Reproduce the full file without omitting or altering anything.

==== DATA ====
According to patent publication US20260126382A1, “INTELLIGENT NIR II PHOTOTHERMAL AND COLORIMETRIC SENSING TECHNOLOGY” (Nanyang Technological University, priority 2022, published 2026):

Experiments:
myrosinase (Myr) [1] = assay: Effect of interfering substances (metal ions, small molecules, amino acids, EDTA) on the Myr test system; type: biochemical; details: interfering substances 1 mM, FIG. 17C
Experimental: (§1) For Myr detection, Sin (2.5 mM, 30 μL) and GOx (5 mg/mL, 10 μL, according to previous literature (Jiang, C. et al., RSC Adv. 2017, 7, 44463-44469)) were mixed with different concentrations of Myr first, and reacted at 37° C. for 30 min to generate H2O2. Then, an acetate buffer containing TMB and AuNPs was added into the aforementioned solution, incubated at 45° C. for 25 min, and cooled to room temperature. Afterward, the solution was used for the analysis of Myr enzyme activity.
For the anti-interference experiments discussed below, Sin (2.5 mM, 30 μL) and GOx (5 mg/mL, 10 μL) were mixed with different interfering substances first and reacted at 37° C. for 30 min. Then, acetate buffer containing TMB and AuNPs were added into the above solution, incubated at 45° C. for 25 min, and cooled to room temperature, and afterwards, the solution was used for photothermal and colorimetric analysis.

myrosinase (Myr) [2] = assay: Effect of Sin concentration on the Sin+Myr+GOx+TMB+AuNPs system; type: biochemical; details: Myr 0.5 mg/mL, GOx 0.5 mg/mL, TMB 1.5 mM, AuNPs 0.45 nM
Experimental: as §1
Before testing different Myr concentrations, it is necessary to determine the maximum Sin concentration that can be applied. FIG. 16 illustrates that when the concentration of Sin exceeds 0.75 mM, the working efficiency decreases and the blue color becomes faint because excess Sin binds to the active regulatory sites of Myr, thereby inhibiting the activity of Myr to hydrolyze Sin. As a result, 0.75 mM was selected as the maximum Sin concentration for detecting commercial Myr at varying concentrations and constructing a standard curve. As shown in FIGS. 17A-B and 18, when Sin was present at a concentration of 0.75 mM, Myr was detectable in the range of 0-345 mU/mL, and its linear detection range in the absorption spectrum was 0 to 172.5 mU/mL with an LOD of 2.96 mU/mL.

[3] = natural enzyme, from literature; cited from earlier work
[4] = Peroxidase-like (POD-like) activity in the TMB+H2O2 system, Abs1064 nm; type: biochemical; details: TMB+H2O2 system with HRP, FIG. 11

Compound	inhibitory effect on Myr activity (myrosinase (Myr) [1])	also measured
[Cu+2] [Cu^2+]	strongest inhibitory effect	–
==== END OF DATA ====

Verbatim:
According to patent publication US20260126382A1, “INTELLIGENT NIR II PHOTOTHERMAL AND COLORIMETRIC SENSING TECHNOLOGY” (Nanyang Technological University, priority 2022, published 2026):

Experiments:
myrosinase (Myr) [1] = assay: Effect of interfering substances (metal ions, small molecules, amino acids, EDTA) on the Myr test system; type: biochemical; details: interfering substances 1 mM, FIG. 17C
Experimental: (§1) For Myr detection, Sin (2.5 mM, 30 μL) and GOx (5 mg/mL, 10 μL, according to previous literature (Jiang, C. et al., RSC Adv. 2017, 7, 44463-44469)) were mixed with different concentrations of Myr first, and reacted at 37° C. for 30 min to generate H2O2. Then, an acetate buffer containing TMB and AuNPs was added into the aforementioned solution, incubated at 45° C. for 25 min, and cooled to room temperature. Afterward, the solution was used for the analysis of Myr enzyme activity.
For the anti-interference experiments discussed below, Sin (2.5 mM, 30 μL) and GOx (5 mg/mL, 10 μL) were mixed with different interfering substances first and reacted at 37° C. for 30 min. Then, acetate buffer containing TMB and AuNPs were added into the above solution, incubated at 45° C. for 25 min, and cooled to room temperature, and afterwards, the solution was used for photothermal and colorimetric analysis.

myrosinase (Myr) [2] = assay: Effect of Sin concentration on the Sin+Myr+GOx+TMB+AuNPs system; type: biochemical; details: Myr 0.5 mg/mL, GOx 0.5 mg/mL, TMB 1.5 mM, AuNPs 0.45 nM
Experimental: as §1
Before testing different Myr concentrations, it is necessary to determine the maximum Sin concentration that can be applied. FIG. 16 illustrates that when the concentration of Sin exceeds 0.75 mM, the working efficiency decreases and the blue color becomes faint because excess Sin binds to the active regulatory sites of Myr, thereby inhibiting the activity of Myr to hydrolyze Sin. As a result, 0.75 mM was selected as the maximum Sin concentration for detecting commercial Myr at varying concentrations and constructing a standard curve. As shown in FIGS. 17A-B and 18, when Sin was present at a concentration of 0.75 mM, Myr was detectable in the range of 0-345 mU/mL, and its linear detection range in the absorption spectrum was 0 to 172.5 mU/mL with an LOD of 2.96 mU/mL.

[3] = natural enzyme, from literature; cited from earlier work
[4] = Peroxidase-like (POD-like) activity in the TMB+H2O2 system, Abs1064 nm; type: biochemical; details: TMB+H2O2 system with HRP, FIG. 11

Compound	inhibitory effect on Myr activity (myrosinase (Myr) [1])	also measured
[Cu+2] [Cu^2+]	strongest inhibitory effect	–